• Right-size (group or split) Epics and User Stories to expedite development
  • Use best-of-breed business analysis techniques to enhance communication between business and technical teams
  • Decompose User Stories to expose functional specifications and non-functional requirements
  • Translate acceptance criteria into Scenarios, Scenario Outlines, and Examples for effective acceptance and regression testing

Detailed Course Outline

1 Introduction to User Stories

  • The User Story Advantage
  • Current Software Development Approaches
  • Lean Business Analysis Concepts
  • A Backlog Hierarchy
  • Business Analysis in Lean/Agile SDMs
  • Exercise: Your User Stories

2 The CARD: Techniques for Gathering User Stories

  • A User Story Is Role-Based
  • Initial Stakeholder Identification
  • Adding Role Details
  • A Vision Statement Reveals Roles
  • Exercise: Defining Role Parameters
  • Getting to User Stories
  • Exercise: Traits of “Good” Elicitors
  • The 4 C’s of Non-Verbal Communication
  • 5 Types of Elicitation Meetings
  • Story Writing Workshops
  • Listening Techniques
  • Exercise: Dealing with People Issues
  • Rules for Effective User Stories
  • Common User Story Structures
  • Exercise: Comparing the Structures
  • Keep Your User Story Simple
  • Focus on What Not How
  • Maintain Story Relevance
  • Properties of Good User Stories
  • INVEST in Your User Stories
  • Exercise: Dependent Stories
  • Business Values Are User Goals
  • Exercise: Capturing User Stories
  • User Story Sizing Parameters
  • Value Measurement: Right-Sized
  • Exercise: Right-Sizing Your User Stories

3 The CONVERSATION: From User Story to Code-able

  • User Stories are NOT Always Simple
  • Reducing Complexity in User Stories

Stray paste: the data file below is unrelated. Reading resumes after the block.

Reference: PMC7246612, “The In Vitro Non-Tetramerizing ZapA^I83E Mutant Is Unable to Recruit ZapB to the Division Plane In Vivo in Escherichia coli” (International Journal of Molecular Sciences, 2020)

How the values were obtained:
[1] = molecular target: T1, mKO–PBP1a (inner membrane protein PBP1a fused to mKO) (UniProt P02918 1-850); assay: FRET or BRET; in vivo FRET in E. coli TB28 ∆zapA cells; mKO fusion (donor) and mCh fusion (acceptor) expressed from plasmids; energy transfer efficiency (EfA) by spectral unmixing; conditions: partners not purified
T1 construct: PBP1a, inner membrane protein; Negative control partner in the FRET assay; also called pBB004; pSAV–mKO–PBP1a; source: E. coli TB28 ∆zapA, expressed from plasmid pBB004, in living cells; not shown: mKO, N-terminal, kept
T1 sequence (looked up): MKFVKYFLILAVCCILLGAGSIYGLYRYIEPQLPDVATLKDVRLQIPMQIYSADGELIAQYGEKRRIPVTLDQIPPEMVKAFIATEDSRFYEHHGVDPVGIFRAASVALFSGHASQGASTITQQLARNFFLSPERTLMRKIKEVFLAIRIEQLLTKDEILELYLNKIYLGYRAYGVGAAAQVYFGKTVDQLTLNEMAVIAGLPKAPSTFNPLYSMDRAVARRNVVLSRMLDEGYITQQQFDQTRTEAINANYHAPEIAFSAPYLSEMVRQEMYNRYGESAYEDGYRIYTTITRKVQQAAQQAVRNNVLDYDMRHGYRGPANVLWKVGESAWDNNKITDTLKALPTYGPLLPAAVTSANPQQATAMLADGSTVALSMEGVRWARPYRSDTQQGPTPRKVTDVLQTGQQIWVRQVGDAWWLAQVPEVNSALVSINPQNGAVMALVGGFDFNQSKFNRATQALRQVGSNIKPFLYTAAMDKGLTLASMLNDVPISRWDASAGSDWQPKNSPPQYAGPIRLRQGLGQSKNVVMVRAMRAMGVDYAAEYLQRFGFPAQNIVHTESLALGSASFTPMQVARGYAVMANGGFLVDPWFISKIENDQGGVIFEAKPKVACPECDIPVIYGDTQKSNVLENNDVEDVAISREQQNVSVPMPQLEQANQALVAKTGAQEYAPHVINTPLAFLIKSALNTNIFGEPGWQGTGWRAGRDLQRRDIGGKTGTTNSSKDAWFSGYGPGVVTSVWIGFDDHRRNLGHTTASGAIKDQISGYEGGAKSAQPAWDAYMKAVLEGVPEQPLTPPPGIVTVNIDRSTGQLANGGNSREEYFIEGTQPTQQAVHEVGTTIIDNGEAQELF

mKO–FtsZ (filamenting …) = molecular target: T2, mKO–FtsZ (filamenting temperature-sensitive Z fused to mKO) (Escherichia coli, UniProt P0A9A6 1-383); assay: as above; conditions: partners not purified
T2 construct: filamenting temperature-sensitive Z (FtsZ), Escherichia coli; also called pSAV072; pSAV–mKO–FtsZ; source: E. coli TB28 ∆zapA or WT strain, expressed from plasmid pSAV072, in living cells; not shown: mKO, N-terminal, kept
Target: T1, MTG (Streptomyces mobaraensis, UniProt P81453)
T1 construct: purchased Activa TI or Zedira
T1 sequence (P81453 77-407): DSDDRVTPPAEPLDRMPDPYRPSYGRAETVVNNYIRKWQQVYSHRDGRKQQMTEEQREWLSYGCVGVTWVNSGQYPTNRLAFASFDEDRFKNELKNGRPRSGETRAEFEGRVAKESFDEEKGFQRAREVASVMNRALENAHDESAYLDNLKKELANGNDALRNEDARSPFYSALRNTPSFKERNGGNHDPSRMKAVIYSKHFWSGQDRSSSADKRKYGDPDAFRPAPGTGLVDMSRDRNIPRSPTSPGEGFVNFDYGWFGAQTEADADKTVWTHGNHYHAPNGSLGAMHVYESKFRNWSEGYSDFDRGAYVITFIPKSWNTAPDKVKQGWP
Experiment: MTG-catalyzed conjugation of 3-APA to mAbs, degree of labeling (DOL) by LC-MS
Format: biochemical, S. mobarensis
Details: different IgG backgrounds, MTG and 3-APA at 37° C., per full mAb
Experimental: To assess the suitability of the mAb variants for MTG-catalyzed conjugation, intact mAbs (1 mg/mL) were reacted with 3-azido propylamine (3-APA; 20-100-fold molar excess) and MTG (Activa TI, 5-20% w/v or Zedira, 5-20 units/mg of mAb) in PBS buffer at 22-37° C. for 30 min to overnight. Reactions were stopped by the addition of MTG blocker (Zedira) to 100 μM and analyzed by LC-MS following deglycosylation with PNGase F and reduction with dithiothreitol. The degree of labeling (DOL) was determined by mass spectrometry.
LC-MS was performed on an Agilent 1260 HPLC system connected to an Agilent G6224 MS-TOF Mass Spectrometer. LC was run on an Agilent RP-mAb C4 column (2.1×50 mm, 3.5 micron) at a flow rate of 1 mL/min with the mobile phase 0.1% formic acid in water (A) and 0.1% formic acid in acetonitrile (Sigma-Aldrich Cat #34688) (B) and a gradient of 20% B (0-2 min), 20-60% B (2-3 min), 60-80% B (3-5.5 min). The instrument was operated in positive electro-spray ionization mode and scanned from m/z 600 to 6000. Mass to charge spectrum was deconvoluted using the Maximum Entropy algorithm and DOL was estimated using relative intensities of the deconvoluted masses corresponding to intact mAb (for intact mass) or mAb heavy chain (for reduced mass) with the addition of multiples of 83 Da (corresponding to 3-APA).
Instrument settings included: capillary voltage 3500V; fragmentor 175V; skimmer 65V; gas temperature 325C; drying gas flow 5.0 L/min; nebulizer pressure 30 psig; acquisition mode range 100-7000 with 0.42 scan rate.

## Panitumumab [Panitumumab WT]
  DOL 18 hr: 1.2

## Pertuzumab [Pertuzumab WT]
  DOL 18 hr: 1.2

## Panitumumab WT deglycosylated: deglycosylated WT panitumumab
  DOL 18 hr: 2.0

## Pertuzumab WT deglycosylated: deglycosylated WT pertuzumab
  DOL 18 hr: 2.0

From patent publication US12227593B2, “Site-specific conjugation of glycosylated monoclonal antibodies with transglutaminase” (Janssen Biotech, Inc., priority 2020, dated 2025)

• Cynefin Combats Uncertainty
  • Remove Ambiguity and Subjectivity
  • Be Specific to Clarify Content
  • Acceptance Criteria Add Clarity
  • Grouping User Stories Reveals Issues
  • Value of Grouping User Stories
  • Potential Pitfalls in a Group of User Stories
  • Identifying Duplicated User Stories
  • Discovering Conflicts between User Stories
  • Exercise: Inconsistent User Stories
  • Taking a Deep-Dive into Your User Story
  • Getting to Functional Specifications
  • Exercise: User Story Splitting
  • Extracting Data from User Stories
  • Defining Data Element Accuracy
  • Precision and Currency of Data Elements
  • Non-Functional Requirements
  • Non-Functional Characteristics
  • Evaluating Performance Requirements
  • Discovering Business Rules
  • Identifying Constraints
  • Considering Volatility and User Experiences
  • Exercise: Measurable vs. Subjective NFRs
  • Stamping Out Subjectivity
  • User Story Decomposition Revisited

4 The CRITERIA: Acceptance or Business-Facing Testing

  • Moving from Acceptance Criteria to Scenarios
  • Scenarios Are Final Requirements
  • Defining Acceptance Tests
  • Introducing Gherkin (Given-When-Then)
  • Capturing Scenarios and Scenario Outlines
  • Using Examples and Test Data Engineering
  • Discovering Scenarios
  • From User Stories to Scenarios
  • Using Decision Tables
  • Finding Scenarios by Decomposition
  • Getting from Use Cases to Scenarios
  • Scenarios for NFRs

5 From Showtime to Go Time!

Personal Improvement Plan

  • Personal Improvement Plan (PIP)
  • Understanding the Learning Curve
  • Developing Your PIP